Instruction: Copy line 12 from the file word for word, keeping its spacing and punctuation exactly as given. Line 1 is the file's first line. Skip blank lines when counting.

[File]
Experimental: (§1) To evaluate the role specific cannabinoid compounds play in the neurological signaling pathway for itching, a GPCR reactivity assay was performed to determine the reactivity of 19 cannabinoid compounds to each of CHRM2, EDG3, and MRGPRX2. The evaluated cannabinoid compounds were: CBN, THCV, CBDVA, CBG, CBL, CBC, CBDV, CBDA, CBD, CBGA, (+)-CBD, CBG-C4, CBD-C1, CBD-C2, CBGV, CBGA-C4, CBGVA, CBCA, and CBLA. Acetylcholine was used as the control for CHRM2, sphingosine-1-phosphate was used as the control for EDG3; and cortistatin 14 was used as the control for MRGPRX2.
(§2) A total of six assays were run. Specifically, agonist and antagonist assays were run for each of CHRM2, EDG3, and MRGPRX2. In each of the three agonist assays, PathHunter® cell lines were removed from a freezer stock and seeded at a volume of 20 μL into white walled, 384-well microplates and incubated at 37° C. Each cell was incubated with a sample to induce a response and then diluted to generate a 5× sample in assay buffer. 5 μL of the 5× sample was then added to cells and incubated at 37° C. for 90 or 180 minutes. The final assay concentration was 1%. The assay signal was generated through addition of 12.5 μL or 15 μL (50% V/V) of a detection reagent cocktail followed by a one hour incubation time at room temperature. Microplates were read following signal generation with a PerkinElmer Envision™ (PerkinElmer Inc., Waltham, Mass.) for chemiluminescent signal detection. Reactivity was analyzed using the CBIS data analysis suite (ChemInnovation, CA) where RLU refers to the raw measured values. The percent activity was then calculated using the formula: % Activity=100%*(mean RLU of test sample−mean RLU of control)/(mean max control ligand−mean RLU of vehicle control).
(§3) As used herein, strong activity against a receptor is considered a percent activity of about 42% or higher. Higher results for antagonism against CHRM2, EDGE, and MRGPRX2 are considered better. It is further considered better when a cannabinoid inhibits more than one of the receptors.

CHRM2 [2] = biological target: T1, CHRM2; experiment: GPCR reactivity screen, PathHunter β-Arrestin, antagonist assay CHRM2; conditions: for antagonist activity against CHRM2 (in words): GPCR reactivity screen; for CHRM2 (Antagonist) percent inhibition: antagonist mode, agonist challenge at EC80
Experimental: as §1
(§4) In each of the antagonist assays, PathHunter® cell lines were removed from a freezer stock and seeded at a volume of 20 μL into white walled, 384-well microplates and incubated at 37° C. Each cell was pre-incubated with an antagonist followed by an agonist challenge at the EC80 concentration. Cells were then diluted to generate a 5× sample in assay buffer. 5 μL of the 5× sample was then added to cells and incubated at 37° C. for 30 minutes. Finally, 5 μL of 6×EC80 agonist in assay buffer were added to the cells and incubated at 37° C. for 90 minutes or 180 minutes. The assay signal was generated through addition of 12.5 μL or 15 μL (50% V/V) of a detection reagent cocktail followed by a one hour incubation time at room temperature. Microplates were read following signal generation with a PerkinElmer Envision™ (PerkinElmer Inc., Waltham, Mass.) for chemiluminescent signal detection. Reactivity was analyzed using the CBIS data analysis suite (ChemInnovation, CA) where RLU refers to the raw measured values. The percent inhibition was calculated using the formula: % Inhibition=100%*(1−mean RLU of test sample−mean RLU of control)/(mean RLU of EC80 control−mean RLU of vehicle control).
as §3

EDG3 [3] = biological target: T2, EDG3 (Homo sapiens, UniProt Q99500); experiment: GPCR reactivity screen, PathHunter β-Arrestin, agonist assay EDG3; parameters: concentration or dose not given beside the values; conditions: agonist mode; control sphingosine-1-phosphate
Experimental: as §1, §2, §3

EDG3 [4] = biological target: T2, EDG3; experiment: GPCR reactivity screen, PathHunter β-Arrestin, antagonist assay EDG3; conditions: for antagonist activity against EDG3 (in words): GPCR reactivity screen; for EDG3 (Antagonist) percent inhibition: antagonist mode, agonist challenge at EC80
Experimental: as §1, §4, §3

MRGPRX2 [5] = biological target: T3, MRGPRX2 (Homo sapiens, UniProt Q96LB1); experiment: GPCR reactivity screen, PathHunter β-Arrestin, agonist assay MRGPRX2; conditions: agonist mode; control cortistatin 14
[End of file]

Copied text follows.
MRGPRX2 [5] = biological target: T3, MRGPRX2 (Homo sapiens, UniProt Q96LB1); experiment: GPCR reactivity screen, PathHunter β-Arrestin, agonist assay MRGPRX2; conditions: agonist mode; control cortistatin 14